Obtaining things – not hard. But REtaining them? Completely impossible. Except toothpaste. Good Lord, do you know how long 12 tubes last?!

I had nearly 20lbs of hatch chiles in the freezer at one point. Now? Not even close. Why buy 20 lbs in August when I know I can get them canned year-round? Maybe because for a few short weeks, I happily submit to the hype and convince myself that it’s not quite the same making Pepperoni & Hatch Pizza in September with fresh chiles as it is in April with canned chiles… but we’re all adults here and we know it’s close enough that it won’t matter.

{Also, the little Fage Total yogurts were BOGO this week! Guess who has 18 now 15 containers of Greek yogurt in her fridge? And guess who eats like 2 a day?}

{Also, Target has Clif bars 6/$5 this week! Guess who will never have to buy another Clif bar again?}

So Mission:Empty The Freezer of All Signs of Hatch Chiles continues with this week’s favorite dinner to loudly protest and pout about before even taking a single bite: beans, sausage, and rice.

Black Beans with Hatch Chiles, Chicken Sausage, and Quinoa

Why’d you type it like that – “beans, sausage, and rice.” You always say “red beans & rice.” Sausage is a given. And you didn’t say “red.” Why are you being so vague? WHAT ARE YOU EVEN DOING OVER THERE?!

Simmah down, na’! Your red beans are actually black and loaded with hatch chiles. The sausage is made out of chicken and stuffed with cheese and hatch chiles. And no, the rice isn’t really rice. It’s quinoa.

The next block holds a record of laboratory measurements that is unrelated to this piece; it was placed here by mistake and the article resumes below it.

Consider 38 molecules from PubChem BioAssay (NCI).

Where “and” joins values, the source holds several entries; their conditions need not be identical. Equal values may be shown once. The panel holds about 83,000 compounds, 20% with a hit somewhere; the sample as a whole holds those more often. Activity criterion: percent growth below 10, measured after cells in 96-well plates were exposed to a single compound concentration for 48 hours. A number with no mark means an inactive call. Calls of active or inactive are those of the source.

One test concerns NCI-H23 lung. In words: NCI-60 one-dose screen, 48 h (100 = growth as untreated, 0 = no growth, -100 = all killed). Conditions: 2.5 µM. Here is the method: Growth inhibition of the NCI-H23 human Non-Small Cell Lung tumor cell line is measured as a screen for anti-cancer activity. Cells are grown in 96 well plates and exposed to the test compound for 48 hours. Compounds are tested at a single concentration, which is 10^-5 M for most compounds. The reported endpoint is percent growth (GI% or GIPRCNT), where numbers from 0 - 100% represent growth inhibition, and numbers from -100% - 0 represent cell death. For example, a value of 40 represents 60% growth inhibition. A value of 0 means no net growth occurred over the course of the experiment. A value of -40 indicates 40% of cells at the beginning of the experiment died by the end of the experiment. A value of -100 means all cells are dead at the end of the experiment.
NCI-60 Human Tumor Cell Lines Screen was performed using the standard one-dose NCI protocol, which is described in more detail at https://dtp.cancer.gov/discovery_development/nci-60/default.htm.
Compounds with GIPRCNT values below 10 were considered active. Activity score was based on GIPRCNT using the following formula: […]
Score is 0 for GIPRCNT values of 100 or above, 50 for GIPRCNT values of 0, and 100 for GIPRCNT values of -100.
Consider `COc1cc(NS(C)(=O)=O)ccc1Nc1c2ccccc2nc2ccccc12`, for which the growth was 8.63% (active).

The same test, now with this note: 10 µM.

Man, you just can’t slip anything by anybody over GChat in this house :)

Black Beans with Hatch Chiles, Chicken Sausage, and Quinoa

I took a page out of my mom’s playbook (probably called Live Free and Crock Hard) (God, I hope that doesn’t means something gross in Urban Dictionary) (I’m totally not looking – and don’t you dare tell me if you do!) and made a giant vat of beans in the crockpot so I’d have lunchable leftovers for the week in the form of Black & White tacos.

If you’re going stove top method for the beans, you’ll need to decide if you’re going to overnight soak or quick soak (check your pack of dried beans for instructions). If you’re going canned, your house won’t smell awesome all day long… but you also won’t have to run the dishwasher a second time to avoid handwashing the crock.

But seriously, go make this and put a dent in your hatch chile stash. You can’t mess it up, whatever route you take.

Black Beans with Hatch Chiles, Chicken Sausage, and Quinoa

Chicken sausage, quinoa, black beans, and hatch chiles make for a healthier - and spicier - twist on beans & rice.

Ingredients

  • For the beans
  • 1 lb dried black beans
  • 2 bay leaves
  • 1/2 medium white onion, diced
  • 3 cloves garlic, minced
  • 2 slices of thick bacon, diced
  • Salt
  • 6 hatch chiles, roasted, seeded, and chopped (directions here)
  • 1 lb sausage, cut into ~1/3-inch rounds*
  • 3 cups cooked rice or quinoa (1/2 cup per person)
  • *I used HEB Hatch Chile & Cheese Chicken Sausage; it wasn't precooked so I just cooked it separately.

Instructions

  1. Put rinsed and picked-over dried beans in the crockpot with 8 cups of water, bay leaves, onion, garlic, bacon, and a couple of generous pinches of salt.
  2. Cook on low for 8 hours.
  3. Add the chiles and sausage to the crockpot and let stand on low to heat the meat through, ~20 minutes.
  4. Serve a generous scoop of beans & sausage over 1/2 cup of cooked rice or quinoa.

Notes

Yields: 6 servings, with leftover beans

Source: Confections of a Foodie Bride

Estimated time: 8 hours